It's no secret that Jennifer Aniston uses her platform to share positive political and social messages.
She recently shared that she cut a few people out of her life after they refused to get vaccinated for COVID-19.
This common-sense decision resulted in some backlash from, well, you can imagine.
But while many might just roll their eyes, Jennifer is taking the time to explain why this is the right thing to do.
This week, Jennifer Aniston opened up on her Instagram Story to respond to a "fan" who questioned her decision.
"But if [Jennifer's] vaccinated she's protected correct?" the bad faith question began.
The question continued: "Why be worried about [having unvaxxed people] around her?"
"Because if you have the variant, you are still able to give it to me," Jennifer wrote.
Though breakthrough cases of COVID-19 to the vaccinated are rare and less severe than for the unvaccinated, they are very real.
"I may get slightly sick," she explained, "but I will not be admitted to a hospital and or die."
"BUT I CAN give it to someone who does not have the vaccine," Jennifer's explanation continued.
"And," she described, "whose health is compromised (or has a previous existing condition)."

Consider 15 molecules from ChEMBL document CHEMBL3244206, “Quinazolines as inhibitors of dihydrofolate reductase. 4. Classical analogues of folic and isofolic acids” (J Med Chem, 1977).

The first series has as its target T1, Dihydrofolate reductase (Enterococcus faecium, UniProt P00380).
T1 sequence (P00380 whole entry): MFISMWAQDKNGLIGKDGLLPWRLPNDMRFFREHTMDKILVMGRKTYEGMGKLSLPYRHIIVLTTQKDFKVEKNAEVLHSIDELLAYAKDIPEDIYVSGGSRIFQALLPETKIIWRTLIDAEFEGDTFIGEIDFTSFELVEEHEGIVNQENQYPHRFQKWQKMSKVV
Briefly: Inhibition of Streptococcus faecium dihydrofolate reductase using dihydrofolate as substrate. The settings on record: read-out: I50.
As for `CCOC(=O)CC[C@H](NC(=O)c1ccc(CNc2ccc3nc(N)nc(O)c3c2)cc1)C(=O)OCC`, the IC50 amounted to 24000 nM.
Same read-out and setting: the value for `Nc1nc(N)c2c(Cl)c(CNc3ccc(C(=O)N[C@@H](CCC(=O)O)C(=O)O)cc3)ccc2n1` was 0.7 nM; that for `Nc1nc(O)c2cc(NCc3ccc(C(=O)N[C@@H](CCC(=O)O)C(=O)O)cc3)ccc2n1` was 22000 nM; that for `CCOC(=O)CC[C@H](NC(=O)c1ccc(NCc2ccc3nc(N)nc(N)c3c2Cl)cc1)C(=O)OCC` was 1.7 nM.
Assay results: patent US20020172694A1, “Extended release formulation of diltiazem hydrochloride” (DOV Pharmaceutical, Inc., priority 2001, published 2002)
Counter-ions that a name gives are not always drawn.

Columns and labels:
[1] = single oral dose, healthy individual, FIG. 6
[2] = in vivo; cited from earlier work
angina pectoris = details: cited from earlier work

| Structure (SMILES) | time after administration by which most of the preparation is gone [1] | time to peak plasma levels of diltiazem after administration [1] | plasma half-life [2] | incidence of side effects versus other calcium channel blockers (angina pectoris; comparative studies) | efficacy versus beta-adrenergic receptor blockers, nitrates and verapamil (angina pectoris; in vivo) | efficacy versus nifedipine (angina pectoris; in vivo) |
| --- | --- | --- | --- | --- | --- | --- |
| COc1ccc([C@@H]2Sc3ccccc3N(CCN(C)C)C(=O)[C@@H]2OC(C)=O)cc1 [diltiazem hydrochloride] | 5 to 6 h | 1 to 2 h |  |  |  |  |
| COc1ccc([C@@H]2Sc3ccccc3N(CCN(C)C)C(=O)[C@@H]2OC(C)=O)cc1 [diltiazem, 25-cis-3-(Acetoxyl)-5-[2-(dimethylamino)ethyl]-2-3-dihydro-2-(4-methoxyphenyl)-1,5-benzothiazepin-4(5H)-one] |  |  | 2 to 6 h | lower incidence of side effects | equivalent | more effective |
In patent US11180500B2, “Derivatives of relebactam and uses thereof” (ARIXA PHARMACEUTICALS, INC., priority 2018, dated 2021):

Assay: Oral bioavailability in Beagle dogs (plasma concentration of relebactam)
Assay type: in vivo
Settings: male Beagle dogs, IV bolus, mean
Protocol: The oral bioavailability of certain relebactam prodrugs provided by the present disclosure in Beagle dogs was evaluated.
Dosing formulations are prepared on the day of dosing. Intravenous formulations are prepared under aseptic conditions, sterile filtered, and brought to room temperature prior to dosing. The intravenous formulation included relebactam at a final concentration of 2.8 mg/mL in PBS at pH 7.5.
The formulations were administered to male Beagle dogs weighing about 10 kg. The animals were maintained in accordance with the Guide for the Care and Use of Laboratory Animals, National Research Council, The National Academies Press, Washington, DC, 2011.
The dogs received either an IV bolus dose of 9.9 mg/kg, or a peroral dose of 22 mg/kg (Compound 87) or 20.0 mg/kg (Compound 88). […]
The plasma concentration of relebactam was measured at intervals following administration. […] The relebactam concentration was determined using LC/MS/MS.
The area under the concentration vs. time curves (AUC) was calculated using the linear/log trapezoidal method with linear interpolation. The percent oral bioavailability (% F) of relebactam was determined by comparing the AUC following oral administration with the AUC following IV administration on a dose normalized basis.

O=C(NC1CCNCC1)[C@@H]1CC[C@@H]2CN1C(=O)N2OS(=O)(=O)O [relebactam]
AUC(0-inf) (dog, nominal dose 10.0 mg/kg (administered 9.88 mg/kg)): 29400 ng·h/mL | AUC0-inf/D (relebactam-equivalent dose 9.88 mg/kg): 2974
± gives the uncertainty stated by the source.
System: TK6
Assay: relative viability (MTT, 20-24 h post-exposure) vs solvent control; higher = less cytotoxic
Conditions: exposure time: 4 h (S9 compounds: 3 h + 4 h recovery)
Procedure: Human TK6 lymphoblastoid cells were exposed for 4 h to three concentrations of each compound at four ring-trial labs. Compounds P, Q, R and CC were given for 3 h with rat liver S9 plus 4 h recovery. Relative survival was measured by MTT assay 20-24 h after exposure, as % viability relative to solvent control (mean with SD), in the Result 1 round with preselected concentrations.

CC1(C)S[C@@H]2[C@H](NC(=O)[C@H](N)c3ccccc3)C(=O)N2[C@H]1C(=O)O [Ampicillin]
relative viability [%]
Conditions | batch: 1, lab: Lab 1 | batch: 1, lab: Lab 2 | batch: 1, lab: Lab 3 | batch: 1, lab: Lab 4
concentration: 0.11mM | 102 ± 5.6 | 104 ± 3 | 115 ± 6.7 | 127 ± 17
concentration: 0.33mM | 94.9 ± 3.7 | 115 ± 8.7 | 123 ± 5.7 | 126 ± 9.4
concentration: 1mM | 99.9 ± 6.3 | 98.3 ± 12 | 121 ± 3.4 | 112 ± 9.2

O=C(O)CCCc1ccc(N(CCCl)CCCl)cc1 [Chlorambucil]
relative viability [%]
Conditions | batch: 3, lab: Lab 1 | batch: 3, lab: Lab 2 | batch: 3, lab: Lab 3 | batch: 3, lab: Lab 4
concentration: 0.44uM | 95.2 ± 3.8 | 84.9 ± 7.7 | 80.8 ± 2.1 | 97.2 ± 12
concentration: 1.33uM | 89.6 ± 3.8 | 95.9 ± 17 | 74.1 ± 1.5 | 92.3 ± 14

Jennifer could then pass that variant infection on "and therefore I would put their lives at risk."
"THAT is why I worry," Jennifer explained.
Wisely, she concluded: "We have to care about more than just ourselves."
Unfortunately, it seems abundantly clear that a certain portion of the population will never, ever do that.
Jennifer also followed up that heartfelt and compassionate explanation with a simple line.
She shared an image of a piece of embroidery to her Instagram Story.
The embroidery read: "What doesn't kill you mutates and tries again."
Celebrities should never be our primary sources of information on a virus.
However, if someone is still asking this question in August of 2021, one of two things is the case:
One, that they will never listen to any real information. Two, that they just needed to hear it from the right person.
After all, genuine information on COVID-19 is widely available to anyone with an earnest interest.
Look at that screenshot of Jennifer's Instagram Story again.
The app has a built-in link for reliable, confirmed, legitimate info on the virus. So does YouTube. So does Facebook.
However, there's an odd tendency on social media for people to just tweet or comment questions that they could google.
In many cases, copy-pasting the question into the Google search bar could do them more good than tweeting it out.
Of course ... that's only if they have a sincere interest in having their question given an honest answer.
In this case, we all know that there are a small portion of breakthrough infections.
From anecdotal reports from ER nurses to broad statistics and everything in between, we know that it happens.
Jennifer should not knowingly expose herself to COVID-19 -- or to anyone too unhinged to care if they or loved ones get the virus.
Jennifer could have taken a purely moral stance, explaining cutting off anti-vaxx weirdos because she doesn't want to associate with bad people.
Instead, she chose a compassionate answer that laid out her reasons in very simple terms.
We don't know if her words reached the person who asked the question, but perhaps it will reach someone else. That could save lives.